The Newark Budget Debacle: What Happens Next?

Written by Dan O’Flaherty no-avatar

Brendan O'Flaherty is professor of economics at Columbia University. He works in the areas of homelessness, housing, crime, race, and urban economics in general. Mr. O'Flaherty is an expert on local public finance and has worked with the Cory Booker administration to reform the finances of Newark, NJ.

Monday, 15 November 2010 00:00

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I don’t know.  Nobody knows.  A lot of people are saying or hinting that the current situation is just business as usual.  The Mayor, for instance, is saying that he has things under control and there was no need to “embrace” the more drastic steps the budget working group called for, and the Governor is saying nothing.  Such mass denial of reality is a good sign that a financial crisis is near.  The last time Newark’s finances failed, in 1934, was only a year after a large tax cut, and Standard and Poor’s upgraded New York City’s bond rating in December 1974.

When I say “I don’t know” I mean that I don’t know how the crisis will play itself out.  But I’m pretty sure there will be a crisis soon.

The reason is simple: the city government has made commitments it cannot fulfill.  You cannot maintain a workforce the size of Newark’s with Newark’s tax rates.  It’s not even close.  It was not close in 2009, and even with all the layoffs and the 16 percent tax increase in 2010, it’s still not even close.  The city managed to balance its budget for many years with one-time revenues, windfalls, nonrecurring state aid, and pension holidays.  But those days are over.  The city government’s implicit promises to taxpayers, to businesses and citizens expecting services, and to workers who have invested their careers are all going to be broken, because they can’t be kept.  So too will the Mayor’s implicit promise to the Governor that Newark can operate under the Governor’s property tax cap in its current form without added state aid.

Of course, everybody will fight—to maintain what they have, or get what they have been promised.  Workers will fight for their jobs and compensation, taxpayers will resist tax hikes, citizens and businesses will fight to maintain the services they count on, the Mayor and Council will fight to maintain their powers and perks, and the Governor will fight to maintain his tough-guy image and reductions in the state budget.  Investors too, may have to fight for repayment.  Everyone can’t win, and everyone will probably lose something. But they have to fight, because anyone who doesn’t fight is sure to lose massively.

I don’t know what’s going to happen because melees like this have no rules. If the outcome were not uncertain, there would be no need for a melee.  Municipal financial crises are contests to determine who makes the smallest sacrifices when a large gap opens up between what people in the aggregate legitimately expect from a city government and what they can actually get.  Corporate bankruptcies are usually easier—judges reconcile the irreconcilable claims according to established law.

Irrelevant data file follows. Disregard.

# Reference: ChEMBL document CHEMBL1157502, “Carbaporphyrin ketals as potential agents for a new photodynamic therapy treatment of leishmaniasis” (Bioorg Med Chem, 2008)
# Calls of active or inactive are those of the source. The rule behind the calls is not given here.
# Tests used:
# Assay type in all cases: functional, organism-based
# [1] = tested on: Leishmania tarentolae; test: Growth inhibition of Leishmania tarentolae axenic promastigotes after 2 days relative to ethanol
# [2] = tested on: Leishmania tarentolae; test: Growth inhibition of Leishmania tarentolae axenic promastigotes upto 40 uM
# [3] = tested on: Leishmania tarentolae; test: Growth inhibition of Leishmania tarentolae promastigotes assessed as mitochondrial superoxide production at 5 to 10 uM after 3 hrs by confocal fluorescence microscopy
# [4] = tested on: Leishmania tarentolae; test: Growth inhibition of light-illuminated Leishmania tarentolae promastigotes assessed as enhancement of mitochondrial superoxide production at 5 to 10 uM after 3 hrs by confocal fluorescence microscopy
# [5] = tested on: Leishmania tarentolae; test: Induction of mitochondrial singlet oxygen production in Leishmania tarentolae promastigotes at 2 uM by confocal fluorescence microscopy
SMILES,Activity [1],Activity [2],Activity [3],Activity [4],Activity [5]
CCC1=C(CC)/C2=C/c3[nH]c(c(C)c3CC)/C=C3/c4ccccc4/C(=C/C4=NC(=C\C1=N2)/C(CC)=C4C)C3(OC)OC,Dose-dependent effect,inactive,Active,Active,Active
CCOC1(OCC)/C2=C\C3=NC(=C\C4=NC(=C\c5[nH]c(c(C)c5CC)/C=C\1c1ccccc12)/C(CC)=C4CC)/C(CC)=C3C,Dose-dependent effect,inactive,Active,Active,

Crises are like Tolstoy’s unhappy families—no two are alike.  Some are better and some are worse.  In this essay, I will try to figure out what makes some crises merely bad and others truly terrible, and what people who care about Newark can do to avoid a truly terrible one.  There is not a lot of science to municipal financial crises, and so I will begin with some history—the New York City fiscal crisis of 1975.  Most people alive now in Newark have never seen a real crisis, and it’s helpful to see what one looks like before we’re engulfed in our own.

After the story comes some analysis and after the analysis, a discussion of where we are now.

  1. New York City 1975

    The most famous fiscal crisis occurred in New York City in 1975, and lasted for several years.  The most famous image from that crisis is the October 30, 1975 Daily News headline: “Ford to City: Drop Dead.”  We’ll see how and why New York City reached that point.

    The story starts around 1961-62, when the city starts running small operating deficits. It keeps on doing this all through the 1960s and early 1970s.  They start adding up.  The real situation is probably worse than these numbers, because city accounting systems are very weak and the city is borrowing in all sorts of indirect ways like charging operating expenses to the capital budget and moving paydays.

    In cash terms, these deficits are financed by issuing tax anticipation notes (TANs) and revenue anticipation notes (RANs).  The city also issues bond anticipation notes (BANs).  These are all short term, and when they come due the city usually just rolls them over.  Banks and investment houses are happy to buy them and earn good commissions. Banks also hold them as capital.